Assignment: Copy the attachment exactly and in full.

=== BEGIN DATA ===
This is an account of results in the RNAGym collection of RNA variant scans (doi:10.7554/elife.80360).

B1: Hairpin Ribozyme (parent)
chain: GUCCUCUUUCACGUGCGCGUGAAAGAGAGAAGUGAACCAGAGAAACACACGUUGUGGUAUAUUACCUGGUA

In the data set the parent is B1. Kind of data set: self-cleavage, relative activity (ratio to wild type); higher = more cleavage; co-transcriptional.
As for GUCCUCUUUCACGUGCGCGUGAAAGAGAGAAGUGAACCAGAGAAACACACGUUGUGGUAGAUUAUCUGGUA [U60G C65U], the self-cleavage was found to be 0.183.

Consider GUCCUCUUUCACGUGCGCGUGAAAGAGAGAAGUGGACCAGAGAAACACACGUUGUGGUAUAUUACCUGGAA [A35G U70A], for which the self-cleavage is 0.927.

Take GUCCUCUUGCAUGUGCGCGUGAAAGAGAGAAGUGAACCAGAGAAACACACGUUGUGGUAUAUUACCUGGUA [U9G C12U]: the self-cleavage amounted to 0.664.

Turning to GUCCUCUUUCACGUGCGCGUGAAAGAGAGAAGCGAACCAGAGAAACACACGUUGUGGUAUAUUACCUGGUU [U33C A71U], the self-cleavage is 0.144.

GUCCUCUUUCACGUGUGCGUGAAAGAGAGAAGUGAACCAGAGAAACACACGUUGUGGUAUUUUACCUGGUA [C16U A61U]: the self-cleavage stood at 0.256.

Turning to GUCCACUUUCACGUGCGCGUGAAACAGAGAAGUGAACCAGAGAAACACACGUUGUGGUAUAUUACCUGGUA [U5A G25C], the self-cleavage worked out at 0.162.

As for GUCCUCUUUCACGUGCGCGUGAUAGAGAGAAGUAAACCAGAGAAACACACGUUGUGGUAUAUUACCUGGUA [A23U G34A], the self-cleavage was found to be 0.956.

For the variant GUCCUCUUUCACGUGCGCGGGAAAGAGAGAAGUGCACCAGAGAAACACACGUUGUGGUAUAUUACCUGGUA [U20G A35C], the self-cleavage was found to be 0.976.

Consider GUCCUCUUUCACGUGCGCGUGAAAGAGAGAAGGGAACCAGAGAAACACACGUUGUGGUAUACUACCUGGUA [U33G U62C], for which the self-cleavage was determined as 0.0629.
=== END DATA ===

This is an account of results in the RNAGym collection of RNA variant scans (doi:10.7554/elife.80360).

B1: Hairpin Ribozyme (parent)
chain: GUCCUCUUUCACGUGCGCGUGAAAGAGAGAAGUGAACCAGAGAAACACACGUUGUGGUAUAUUACCUGGUA

In the data set the parent is B1. Kind of data set: self-cleavage, relative activity (ratio to wild type); higher = more cleavage; co-transcriptional.
As for GUCCUCUUUCACGUGCGCGUGAAAGAGAGAAGUGAACCAGAGAAACACACGUUGUGGUAGAUUAUCUGGUA [U60G C65U], the self-cleavage was found to be 0.183.

Consider GUCCUCUUUCACGUGCGCGUGAAAGAGAGAAGUGGACCAGAGAAACACACGUUGUGGUAUAUUACCUGGAA [A35G U70A], for which the self-cleavage is 0.927.

Take GUCCUCUUGCAUGUGCGCGUGAAAGAGAGAAGUGAACCAGAGAAACACACGUUGUGGUAUAUUACCUGGUA [U9G C12U]: the self-cleavage amounted to 0.664.

Turning to GUCCUCUUUCACGUGCGCGUGAAAGAGAGAAGCGAACCAGAGAAACACACGUUGUGGUAUAUUACCUGGUU [U33C A71U], the self-cleavage is 0.144.

GUCCUCUUUCACGUGUGCGUGAAAGAGAGAAGUGAACCAGAGAAACACACGUUGUGGUAUUUUACCUGGUA [C16U A61U]: the self-cleavage stood at 0.256.

Turning to GUCCACUUUCACGUGCGCGUGAAACAGAGAAGUGAACCAGAGAAACACACGUUGUGGUAUAUUACCUGGUA [U5A G25C], the self-cleavage worked out at 0.162.

As for GUCCUCUUUCACGUGCGCGUGAUAGAGAGAAGUAAACCAGAGAAACACACGUUGUGGUAUAUUACCUGGUA [A23U G34A], the self-cleavage was found to be 0.956.

For the variant GUCCUCUUUCACGUGCGCGGGAAAGAGAGAAGUGCACCAGAGAAACACACGUUGUGGUAUAUUACCUGGUA [U20G A35C], the self-cleavage was found to be 0.976.

Consider GUCCUCUUUCACGUGCGCGUGAAAGAGAGAAGGGAACCAGAGAAACACACGUUGUGGUAUACUACCUGGUA [U33G U62C], for which the self-cleavage was determined as 0.0629.